[4 January 2014] LTA has gotten its traffic advisory into the local papers daily since 2 January.  I don't think we will see a repeat of the bottlenecks on Monday 6 January as the recent media reports have got the message through to most motorists.

Tuesday, August 27, 2013

COE Debate - Single Private Car Category with OMV Multiplier for Quota Premium

It will take LTA another few weeks to finalize the tweaks to the COE system from the feedback from more than 3,700 people in the public consultation exercise.  Much of the discussion centred around how the different COE categories for private cars should be changed.

Most are in favour of moving from the existing criteria of engine capacity to a car value-based categorization.   However, this will not address how to fairly allocate the limited certificates to each category.  I would prefer all private car COEs (categories A, B and E) to come under one single category since it is impossible to please both the mass market buyers and luxury-make buyers if allocation across more than one category is required.  The tweak is that the final payable quota premium will be multiplied by the OMV.

COE bids will be made for a base of $10,000 OMV value.  Let's consider the successful winning bid for the exercise is $30,000.

A mass market buyer of a car with OMV of $16,000 will have to pay the computed quota of $48,000 (16,000/10,000*30,000)

A luxury-make buyer of a car with OMV of $40,000 will have to pay the computed quota of $120,000 (40,000/10,000*30,000)

In this way, there is no complex matrix to categorize cars which may result in luxury-make dealers importing models that meets the lower category criteria.  In the long run, the quota premium will come to a stable state.

Doing away with the Category E Open will also forced all buyers to go through the same process and stop any fast-track purchase by paying a premium for dealers' stock of Category E certificates. This category is taken as a benchmark for dealers to set their selling price.  I would even go a further step to separate car price from COE bid amount so that buyers are certain about what they are paying for.  Buyers should sign for an agreed car price and the maximum bid amount. In that case, dealers will not get any windfall from a sudden drop in quota premium when they set a low COE rebate.

LTA can also take a leaf out from the property cooling measure of Seller Stamp Duty (applicable to residential property sold within a year of acquisition) to introduce a special duty for vehicle ownership transfer during the first year to deter dealers from bidding and registering vehicles like the "double transfer" deals in the past.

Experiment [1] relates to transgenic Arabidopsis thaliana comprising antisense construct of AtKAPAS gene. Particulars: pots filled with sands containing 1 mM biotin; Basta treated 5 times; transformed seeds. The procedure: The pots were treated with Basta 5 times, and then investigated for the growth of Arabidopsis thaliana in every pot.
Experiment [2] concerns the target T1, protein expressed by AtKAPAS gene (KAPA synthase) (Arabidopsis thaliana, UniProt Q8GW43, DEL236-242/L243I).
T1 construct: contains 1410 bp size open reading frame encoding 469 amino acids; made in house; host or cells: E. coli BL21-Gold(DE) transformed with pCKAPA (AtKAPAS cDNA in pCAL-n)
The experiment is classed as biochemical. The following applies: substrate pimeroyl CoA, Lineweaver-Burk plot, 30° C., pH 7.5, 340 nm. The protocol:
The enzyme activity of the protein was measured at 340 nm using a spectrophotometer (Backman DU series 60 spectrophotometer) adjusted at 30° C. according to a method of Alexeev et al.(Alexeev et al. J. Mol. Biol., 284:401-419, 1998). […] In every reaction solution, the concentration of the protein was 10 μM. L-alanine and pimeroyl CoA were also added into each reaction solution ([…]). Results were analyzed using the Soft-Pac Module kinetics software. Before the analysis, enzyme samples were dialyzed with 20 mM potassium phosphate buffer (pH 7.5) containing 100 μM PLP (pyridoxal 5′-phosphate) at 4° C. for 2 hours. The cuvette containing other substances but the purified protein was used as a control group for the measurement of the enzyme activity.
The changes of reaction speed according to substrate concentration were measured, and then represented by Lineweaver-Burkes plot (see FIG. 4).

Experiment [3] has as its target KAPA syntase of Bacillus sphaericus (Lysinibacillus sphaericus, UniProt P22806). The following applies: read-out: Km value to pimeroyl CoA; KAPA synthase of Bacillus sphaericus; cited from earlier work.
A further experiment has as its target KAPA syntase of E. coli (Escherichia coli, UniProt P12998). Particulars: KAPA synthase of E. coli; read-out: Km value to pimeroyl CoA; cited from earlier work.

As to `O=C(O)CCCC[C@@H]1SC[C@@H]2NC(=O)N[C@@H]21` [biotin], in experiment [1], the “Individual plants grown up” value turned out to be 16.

I hope LTA will provide a fair and efficient method to resolve the madness after the stormy 23-year of the current COE system.

Tuesday, September 11, 2012

Collision or Accident?

Insurer AXA has rejected the claim for the Ferrari crash at Rochor Road as reported by the Straits Times.  If the insurer is successful in up holding its position, it can claim from the driver's estate for all third-party compensation paid to the victims.

Do you think the court will rule in favour of the insurer?  I would support so if it is proven that the speed was significantly over the allowed limit and that the driver had beaten the traffic light in the case.  This will send the right message to owners of high-performance cars that reckless driving is NOT condoned especially if the collision resulted in fatality of innocent victims.

Related post: Ferrari smashed Taxi

Saturday, July 28, 2012

Category T (Taxi) COEs

Today is the start of the London 2012 Games and it reminded me about the Olympics Lane we had two years ago when the YOG was held here.  Designating lane for the Game does ease anticipated congestion for the athletes and officials but it causes horrendous commuting for the locals.

LTA has also published earlier today updates for Taxi COEs:

Taxi-related COE Changes

  • As we move towards a lower vehicle growth rate, LTA will also make changes to how taxis obtain their COEs, taking into consideration recent COE trends and feedback from both the public and the motor industry about the influence that taxi operators may have on COE prices. First, taxis will be taken out of the COE bidding process from August 2012. They will pay for COEs based on the Prevailing Quota Premium (PQP) of CAT A under the Vehicle Quota System (VQS). This is irrespective of whether the new taxis are intended to replace deregistered taxis or to add to the existing fleets. Allowing taxis to pay the CAT A PQP maintains a concession given to taxis for their public transport role.
  • Second, the COEs used for taxi fleet expansion will be extracted from the Open Category (CAT E), which can be used to register vehicles in any COE category. This is more reflective of the role of taxis in our public transport system and it is more equitable to use CAT E quotas that are contributed by all vehicle types, rather than drawing solely from CAT A quotas. This also reflects the current situation in which taxi companies register a variety of vehicles as taxis, including both CAT A and CAT B models as well as some minibus models.